Would you believe that cats, like humans, can get acne too? This condition consists of blackheads (medical term: comedones) that form on the face, typically at the chin or around the lips of cats.
What is Cat Acne?
Like with human acne, cat acne tends to be a mild condition that may not cause any problems or discomfort to your cat. While in humans the cosmetic aspect of blackheads can be a major concern, cats are not affected by this concern, especially due to the affected areas typically being covered by hair.
Feline acne is the appearance of comedones or blackheads on or around the chin and lips. When the condition is mild, it is tough to appreciate the presence of blackheads on a kitty due to the hair on their chin and facial skin. When infected by bacteria, the blackheads may turn into pustules (pimples) which results in visible abnormalities such as unhappy skin (dermatitis) at the chin and face, presence of crusting at skin, and discomfort leading to itchiness. In some cases, feline acne can become persistent or severe recurring skin lesions that lead to ongoing discomfort to cats.
Though it is a typically uncomplicated skin condition of cats, veterinary evaluation is warranted if your cat’s facial skin doesn’t appear healthy, or skin lesions are noted at chin, lips, or anywhere else on the body.
Symptoms of Cat Acne
While it is generally a mild condition, acne can still cause discomfort for your cat. If you notice any of the following, consult your vet or veterinary dermatologist as soon as possible:
- Crusty lesions under the chin or on the lips
- Hair loss at chin or lips
- Signs of pain or discomfort
- Irregular or thickened skin at chin
- Excessive itching or scratching at face
- Thinning or matted hair
Remember, multiple types of skin disorders other than facial acne in cats can cause crusting of skin, dermatitis (inflamed skin), hair loss, and signs of itchiness around the face for cats.
Other possible causes for similar symptoms may include an allergy to food or environment, fungal infection (ringworm or dermatophytosis), and pemphigus foliaceus (an autoimmune disease).
Causes of Feline Acne
Inflammation of the hair follicle and associated glands as well as changes in keratin production associated with the hair follicle lead to feline acne. Sebaceous glands around hairs produce oil, called sebum, which supports the skin and hair.
Due to changes associated with the hair follicle, the opening of this follicle (pores of the skin) may become plugged with materials produced by the skin and follicular glands. Opening of the hair follicle may even get dilated. This leads to formation the black heads and, possibly, secondary infection due to bacteria may set in. If present, bacterial infection is usually a secondary problem and not the original cause.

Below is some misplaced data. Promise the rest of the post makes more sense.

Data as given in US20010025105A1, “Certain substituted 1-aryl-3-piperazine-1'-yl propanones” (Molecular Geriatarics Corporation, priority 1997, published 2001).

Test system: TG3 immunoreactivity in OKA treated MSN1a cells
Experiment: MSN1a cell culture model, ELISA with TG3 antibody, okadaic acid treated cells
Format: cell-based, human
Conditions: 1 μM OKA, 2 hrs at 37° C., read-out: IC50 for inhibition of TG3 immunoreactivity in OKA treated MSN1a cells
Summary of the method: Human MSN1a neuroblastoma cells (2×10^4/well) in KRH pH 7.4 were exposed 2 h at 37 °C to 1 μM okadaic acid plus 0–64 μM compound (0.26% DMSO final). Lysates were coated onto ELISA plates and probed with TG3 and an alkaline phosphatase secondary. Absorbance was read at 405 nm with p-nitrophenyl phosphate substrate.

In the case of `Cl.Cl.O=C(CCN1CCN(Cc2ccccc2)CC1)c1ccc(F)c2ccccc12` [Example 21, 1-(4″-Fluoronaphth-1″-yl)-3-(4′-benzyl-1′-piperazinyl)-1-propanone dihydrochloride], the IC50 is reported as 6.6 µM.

Feline acne is regarded to be a cosmetic disease in cats that can be symptomatically managed well and usually does not affect their long term quality of life.
Diagnosis of Cat Acne
Making a diagnosis of chin acne for cats is usually based on the presentation of symptoms and detailed dermatology examination. The extent and duration of the symptoms are helpful indicators, as is the presence or absence of additional skin or ear related symptoms your cat may have.
Often, screening for bacterial or fungal infection may be needed so that successful treatment can be recommended. Skin biopsy will usually confirm the diagnosis, especially for complicated cases, but most patients with feline acne can be diagnosed with thorough dermatology evaluation and skin biopsy may not always be needed.
Treatment and Management
Feline acne is not a curable condition and usually persists for life, but the good news is that it is usually fairly easy to control once diagnosed. The aim of treatment is to reduce discomfort, skin lesions, and development of local infections due to skin inflammation. If chin acne is present due to an underlying condition such as skin related allergies, good control can also be achieved with adequate management of the allergy (which may be related to environmental or food related allergy).
Cats may need ongoing management of acne related symptoms in order to prevent complications, and this is generally easily performed after the diagnosis has been made.
Those zits a.k.a blackheads may be concerning when first noted, but once diagnosed and controlled, they aren’t as scary long term and your cat won’t stress about facial acne as a person might!
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Dr. Jangi Bajwa is a Board certified veterinary dermatologist at VetDERM Clinic in Surrey BC. He is also the dermatology feature editor for Canadian Veterinary Journal. Dr. Bajwa’s special interests include otitis and allergic disease in pets; as well as helping improve quality of life of pets and their families.